Pond to Plate Perfection at Walrus and Carpenter Oysters’ Farm Dinner

oyster farm dinner in pond

Set on a remote sandbar in Ninigret Pond, Walrus and Carpenter Oysters’ farm dinner in Charlestown is a spectacular event.

Discerning shellfish eaters love Walrus and Carpenters’ oysters for their briny, buttery taste – they’re a must-order from any menu. Eating them on site, however – and I didn’t think this was possible – makes them even better. The farm offers small group tours, but when owner Jules Opton-Himmel’s mom suggested adding a dinner in the field – or pond, as it were – in 2013, a magical experience was born. Today, the Charlestown, Rhode Island–based operation hosts a handful of multi-course, pond-to-plate dinners each summer, each hosted by a different regional chef with wine and beer pairings by Bottles Fine Wine.

Here’s the thing about oysters: They take on the flavor of the place where they are grown, and Rhode Island’s diverse coastal geography means we’ve got amazing variation in taste. More than 50 oyster farms have popped up throughout the state; each with its own “merroir.” Walrus & Carpenter Oysters secured its prime location in Charlestown’s Ninigret Pond – the largest of nine saltwater ponds in the state – in 2009. With fresh water from natural springs and salt water flushing in from a breach way, the pristine location, which backs up to a national wildlife refuge, offers a shallow, sandy spot that’s the perfect environment for oysters to thrive.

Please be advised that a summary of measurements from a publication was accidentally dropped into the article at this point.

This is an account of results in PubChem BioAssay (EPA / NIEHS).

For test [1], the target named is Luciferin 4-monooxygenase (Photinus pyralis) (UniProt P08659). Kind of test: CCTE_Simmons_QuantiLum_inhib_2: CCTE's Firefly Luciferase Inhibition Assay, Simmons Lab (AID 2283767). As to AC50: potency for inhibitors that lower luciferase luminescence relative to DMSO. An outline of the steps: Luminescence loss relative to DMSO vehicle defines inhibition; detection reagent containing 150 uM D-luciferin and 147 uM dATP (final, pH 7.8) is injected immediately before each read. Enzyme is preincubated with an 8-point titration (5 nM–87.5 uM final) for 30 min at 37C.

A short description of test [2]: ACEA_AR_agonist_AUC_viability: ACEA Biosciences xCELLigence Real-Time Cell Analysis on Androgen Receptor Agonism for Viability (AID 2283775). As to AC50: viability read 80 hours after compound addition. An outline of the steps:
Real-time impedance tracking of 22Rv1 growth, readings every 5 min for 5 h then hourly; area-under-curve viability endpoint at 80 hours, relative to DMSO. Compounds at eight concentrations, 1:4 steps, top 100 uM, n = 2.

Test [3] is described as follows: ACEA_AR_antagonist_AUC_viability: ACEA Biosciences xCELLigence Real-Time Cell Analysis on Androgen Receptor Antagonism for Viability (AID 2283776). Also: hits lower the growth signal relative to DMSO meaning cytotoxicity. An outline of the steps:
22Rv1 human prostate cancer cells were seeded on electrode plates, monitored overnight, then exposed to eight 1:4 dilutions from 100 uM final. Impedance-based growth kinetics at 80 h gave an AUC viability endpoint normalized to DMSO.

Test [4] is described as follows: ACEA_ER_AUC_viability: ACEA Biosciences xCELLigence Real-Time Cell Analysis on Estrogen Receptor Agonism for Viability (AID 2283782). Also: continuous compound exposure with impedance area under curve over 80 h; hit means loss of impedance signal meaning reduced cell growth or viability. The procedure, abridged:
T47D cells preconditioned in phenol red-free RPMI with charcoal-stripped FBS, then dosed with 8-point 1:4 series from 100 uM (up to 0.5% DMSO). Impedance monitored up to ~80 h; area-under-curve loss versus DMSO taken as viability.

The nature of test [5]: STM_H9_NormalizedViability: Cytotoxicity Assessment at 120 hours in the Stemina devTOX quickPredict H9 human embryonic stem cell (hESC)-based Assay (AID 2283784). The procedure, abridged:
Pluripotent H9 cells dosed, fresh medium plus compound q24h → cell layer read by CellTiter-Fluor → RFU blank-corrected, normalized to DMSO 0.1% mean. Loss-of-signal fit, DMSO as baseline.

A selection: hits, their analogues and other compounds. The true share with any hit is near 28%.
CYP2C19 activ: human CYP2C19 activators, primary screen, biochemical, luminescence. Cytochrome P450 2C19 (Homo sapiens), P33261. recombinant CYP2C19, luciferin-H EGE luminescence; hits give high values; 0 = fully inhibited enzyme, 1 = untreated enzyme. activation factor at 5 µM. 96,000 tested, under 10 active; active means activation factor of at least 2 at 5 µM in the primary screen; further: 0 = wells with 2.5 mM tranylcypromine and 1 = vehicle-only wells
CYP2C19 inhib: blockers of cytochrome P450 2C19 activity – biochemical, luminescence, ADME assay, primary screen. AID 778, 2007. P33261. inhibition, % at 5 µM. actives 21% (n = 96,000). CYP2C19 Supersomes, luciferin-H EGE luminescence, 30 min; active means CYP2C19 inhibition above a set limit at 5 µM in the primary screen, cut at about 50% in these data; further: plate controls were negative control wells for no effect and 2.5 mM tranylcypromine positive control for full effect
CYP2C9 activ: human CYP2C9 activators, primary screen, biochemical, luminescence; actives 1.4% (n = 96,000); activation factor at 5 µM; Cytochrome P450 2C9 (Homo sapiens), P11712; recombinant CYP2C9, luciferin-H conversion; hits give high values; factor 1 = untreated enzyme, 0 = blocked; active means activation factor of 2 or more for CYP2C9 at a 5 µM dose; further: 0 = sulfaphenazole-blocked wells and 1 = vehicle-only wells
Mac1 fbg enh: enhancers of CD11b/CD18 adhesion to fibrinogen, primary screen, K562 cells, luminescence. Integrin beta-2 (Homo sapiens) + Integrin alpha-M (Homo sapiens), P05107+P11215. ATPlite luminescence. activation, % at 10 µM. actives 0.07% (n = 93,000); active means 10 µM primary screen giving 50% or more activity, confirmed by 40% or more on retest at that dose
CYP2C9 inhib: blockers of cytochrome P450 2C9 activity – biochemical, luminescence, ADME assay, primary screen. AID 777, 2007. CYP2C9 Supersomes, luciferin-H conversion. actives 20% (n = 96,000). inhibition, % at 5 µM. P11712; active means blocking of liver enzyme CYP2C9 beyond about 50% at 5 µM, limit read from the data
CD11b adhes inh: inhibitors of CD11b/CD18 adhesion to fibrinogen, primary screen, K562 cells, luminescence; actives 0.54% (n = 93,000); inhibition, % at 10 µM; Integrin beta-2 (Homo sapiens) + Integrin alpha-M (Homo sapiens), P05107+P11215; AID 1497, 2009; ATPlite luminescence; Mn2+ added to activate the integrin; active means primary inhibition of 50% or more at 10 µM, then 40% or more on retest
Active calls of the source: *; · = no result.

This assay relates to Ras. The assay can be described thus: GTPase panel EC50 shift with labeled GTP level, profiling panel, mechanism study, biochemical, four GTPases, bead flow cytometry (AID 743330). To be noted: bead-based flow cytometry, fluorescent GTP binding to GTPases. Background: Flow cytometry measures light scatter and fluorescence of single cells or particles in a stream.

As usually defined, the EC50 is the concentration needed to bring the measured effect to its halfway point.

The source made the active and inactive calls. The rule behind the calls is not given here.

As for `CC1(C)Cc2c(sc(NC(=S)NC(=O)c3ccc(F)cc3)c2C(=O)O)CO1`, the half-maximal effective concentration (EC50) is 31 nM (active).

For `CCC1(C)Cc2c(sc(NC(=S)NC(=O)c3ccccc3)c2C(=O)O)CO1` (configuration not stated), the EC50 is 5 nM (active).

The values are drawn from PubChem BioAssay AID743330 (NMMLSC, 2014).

Walrus and Carpenter oyster farm to table dinner getting out of the boat

I was lucky enough to get tickets via lottery last spring, and when I arrived with a group of friends for our dinner in July, the sky was heavy sky but our sprits were bright. A school bus transported us from a church parking lot to a beach, then down a bumpy dirt road. Disembarking, we were invited to grab a local beer (some was even brewed with Walrus and Carpenter–grown kelp) before hopping aboard the small boats that would ferry us across the pond on our tour of the oyster farm. A little nervous about rain, passengers were giddy with excitement, big smiles across our faces as we introduced ourselves to new friends who would soon be our dining companions.

Walrus&Carpenter oyster farm to table dinner raw bar

A short trip brought us to the 6-acre farm, where oysters are grown using a rack and bag system that allows farmers to tend to each oyster, ensuring quality and consistency. The boats were beached on a sand bar, and the curious crowd of a few dozen gathered among the marsh grass. We listened to our guide explain the inner workings on the farm, then barraged him with a slew of questions, from where they got their name (Alice in Wonderland) to how long the shellfish takes to mature (up to three years) to the environmental effects of growing oysters (it’s not just low-impact; it’s beneficial to the ecosystem).